In the influential essays included in this volume, the renowned English philosopher John Locke (1632-1704) advocated a more "modernized" course of education. Focusing on the curriculum, the stimulation of children's interests and imagination, and the function of play, he showed how to instill virtue and morality in children, rather than merely pumping them full of information and facts.
From the ineffectiveness of physical punishment to the best methods of teaching foreign languages and table manners, these essays comprise an enlightened view of childhood and education that revolutionized educational theory. Locke stressed the teaching of rational thinking, moral dependability, and social grace in the classroom, with the aim of helping students to not only reflect but take action.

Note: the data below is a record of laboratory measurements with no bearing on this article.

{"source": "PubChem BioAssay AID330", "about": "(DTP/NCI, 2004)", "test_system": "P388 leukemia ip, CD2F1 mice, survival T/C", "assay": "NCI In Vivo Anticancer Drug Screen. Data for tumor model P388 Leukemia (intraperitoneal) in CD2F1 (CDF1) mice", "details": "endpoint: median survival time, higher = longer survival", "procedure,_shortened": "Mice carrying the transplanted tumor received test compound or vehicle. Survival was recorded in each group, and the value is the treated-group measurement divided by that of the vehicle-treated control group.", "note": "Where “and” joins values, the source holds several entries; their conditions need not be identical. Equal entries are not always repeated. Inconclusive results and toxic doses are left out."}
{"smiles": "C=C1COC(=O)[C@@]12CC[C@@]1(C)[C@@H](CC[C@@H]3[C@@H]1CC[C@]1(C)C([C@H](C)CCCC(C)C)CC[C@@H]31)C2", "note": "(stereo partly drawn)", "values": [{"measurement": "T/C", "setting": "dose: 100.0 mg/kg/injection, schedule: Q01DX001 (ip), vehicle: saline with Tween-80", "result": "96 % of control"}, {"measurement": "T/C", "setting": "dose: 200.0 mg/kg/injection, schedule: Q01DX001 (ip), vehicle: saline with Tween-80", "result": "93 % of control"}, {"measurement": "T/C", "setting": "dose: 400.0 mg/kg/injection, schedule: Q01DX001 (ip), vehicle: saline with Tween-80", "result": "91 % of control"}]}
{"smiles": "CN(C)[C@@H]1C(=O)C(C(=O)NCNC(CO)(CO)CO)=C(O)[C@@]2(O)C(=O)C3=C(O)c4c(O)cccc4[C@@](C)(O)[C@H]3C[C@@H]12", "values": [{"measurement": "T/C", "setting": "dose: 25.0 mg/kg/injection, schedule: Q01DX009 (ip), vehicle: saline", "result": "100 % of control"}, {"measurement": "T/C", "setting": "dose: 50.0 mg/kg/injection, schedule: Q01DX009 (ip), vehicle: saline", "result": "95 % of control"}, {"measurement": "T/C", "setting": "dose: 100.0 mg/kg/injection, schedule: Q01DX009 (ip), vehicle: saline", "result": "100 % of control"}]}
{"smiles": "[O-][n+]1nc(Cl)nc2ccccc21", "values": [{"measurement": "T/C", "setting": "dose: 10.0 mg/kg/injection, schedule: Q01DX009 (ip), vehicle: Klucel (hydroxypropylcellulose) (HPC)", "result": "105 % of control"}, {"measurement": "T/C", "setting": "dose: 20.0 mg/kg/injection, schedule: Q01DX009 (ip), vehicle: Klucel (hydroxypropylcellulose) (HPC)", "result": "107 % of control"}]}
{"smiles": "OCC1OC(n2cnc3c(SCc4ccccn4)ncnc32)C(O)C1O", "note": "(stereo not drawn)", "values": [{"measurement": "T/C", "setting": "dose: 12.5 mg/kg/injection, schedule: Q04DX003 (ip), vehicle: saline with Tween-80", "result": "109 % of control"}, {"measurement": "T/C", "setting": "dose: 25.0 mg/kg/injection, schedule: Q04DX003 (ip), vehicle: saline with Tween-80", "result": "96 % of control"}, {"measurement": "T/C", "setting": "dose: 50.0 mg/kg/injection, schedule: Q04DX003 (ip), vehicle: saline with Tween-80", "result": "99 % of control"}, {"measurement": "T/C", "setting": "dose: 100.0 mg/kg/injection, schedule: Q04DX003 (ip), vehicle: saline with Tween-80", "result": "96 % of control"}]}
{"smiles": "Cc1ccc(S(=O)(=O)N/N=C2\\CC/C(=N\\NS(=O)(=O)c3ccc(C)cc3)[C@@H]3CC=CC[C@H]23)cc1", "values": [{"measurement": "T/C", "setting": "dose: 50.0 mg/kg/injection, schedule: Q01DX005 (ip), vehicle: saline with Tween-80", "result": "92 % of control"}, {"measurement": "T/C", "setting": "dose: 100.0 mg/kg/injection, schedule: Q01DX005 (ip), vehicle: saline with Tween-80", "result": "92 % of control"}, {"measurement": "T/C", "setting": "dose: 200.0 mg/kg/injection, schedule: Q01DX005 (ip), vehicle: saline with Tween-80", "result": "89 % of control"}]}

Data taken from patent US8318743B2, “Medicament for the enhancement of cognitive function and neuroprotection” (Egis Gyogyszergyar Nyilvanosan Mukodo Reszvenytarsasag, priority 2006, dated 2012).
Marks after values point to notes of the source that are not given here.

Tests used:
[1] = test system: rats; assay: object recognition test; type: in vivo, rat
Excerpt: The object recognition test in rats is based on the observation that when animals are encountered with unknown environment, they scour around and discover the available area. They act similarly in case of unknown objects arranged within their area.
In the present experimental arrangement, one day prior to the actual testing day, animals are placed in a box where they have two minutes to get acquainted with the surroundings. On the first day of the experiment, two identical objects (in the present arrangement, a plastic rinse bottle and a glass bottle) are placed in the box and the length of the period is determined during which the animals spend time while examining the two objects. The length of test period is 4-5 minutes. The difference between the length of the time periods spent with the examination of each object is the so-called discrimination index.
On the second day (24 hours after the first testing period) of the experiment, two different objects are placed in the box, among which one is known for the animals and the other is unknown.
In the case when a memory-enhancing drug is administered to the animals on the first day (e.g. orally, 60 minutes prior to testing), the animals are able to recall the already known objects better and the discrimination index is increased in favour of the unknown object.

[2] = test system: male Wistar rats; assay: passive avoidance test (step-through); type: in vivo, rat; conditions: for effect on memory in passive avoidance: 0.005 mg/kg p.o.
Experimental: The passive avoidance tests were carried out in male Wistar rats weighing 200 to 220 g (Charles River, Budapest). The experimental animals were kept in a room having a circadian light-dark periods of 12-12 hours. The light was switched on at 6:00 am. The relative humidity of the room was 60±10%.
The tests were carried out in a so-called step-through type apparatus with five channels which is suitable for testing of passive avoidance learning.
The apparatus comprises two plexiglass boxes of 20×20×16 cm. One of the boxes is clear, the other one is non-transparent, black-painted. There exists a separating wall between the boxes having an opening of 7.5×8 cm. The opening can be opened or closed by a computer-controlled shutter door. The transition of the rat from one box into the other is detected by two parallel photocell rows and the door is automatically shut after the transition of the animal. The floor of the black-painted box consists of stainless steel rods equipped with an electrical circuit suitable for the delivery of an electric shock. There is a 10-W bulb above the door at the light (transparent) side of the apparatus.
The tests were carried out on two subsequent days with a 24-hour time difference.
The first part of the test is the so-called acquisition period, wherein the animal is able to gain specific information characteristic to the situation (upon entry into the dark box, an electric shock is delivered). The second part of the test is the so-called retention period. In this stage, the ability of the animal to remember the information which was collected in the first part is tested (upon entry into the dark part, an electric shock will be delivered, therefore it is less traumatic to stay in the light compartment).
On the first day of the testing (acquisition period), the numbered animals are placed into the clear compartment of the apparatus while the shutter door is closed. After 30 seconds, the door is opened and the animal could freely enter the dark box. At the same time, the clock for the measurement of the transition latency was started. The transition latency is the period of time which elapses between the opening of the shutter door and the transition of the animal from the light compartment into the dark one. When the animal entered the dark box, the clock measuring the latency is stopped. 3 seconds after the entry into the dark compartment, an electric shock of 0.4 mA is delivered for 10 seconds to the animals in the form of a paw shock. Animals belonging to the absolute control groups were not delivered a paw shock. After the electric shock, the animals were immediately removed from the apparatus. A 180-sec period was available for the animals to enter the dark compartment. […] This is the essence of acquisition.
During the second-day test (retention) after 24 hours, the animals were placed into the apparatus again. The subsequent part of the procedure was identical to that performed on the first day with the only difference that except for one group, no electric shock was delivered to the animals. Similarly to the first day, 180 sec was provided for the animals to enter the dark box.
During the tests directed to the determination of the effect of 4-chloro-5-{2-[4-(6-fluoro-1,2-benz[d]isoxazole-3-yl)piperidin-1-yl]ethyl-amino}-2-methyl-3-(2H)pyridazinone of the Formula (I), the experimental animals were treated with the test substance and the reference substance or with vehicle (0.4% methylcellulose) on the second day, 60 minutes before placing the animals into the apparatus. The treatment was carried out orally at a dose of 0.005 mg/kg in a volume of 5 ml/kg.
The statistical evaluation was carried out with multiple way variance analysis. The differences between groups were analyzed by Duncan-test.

Locke's writings on education are enlightening reading for philosophy students, teachers, and for anyone interested in educational reform.
Reprint of the Second Edition, Cambridge University Press, Cambridge, 1922.
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